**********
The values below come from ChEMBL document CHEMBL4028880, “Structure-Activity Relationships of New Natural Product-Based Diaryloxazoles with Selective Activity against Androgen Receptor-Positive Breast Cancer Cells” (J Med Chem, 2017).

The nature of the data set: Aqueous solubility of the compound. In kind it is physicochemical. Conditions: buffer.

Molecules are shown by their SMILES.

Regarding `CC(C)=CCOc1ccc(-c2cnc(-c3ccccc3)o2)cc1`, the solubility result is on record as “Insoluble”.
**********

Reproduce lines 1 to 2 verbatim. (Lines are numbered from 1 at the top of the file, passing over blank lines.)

The values below come from ChEMBL document CHEMBL4028880, “Structure-Activity Relationships of New Natural Product-Based Diaryloxazoles with Selective Activity against Androgen Receptor-Positive Breast Cancer Cells” (J Med Chem, 2017).

The nature of the data set: Aqueous solubility of the compound. In kind it is physicochemical. Conditions: buffer.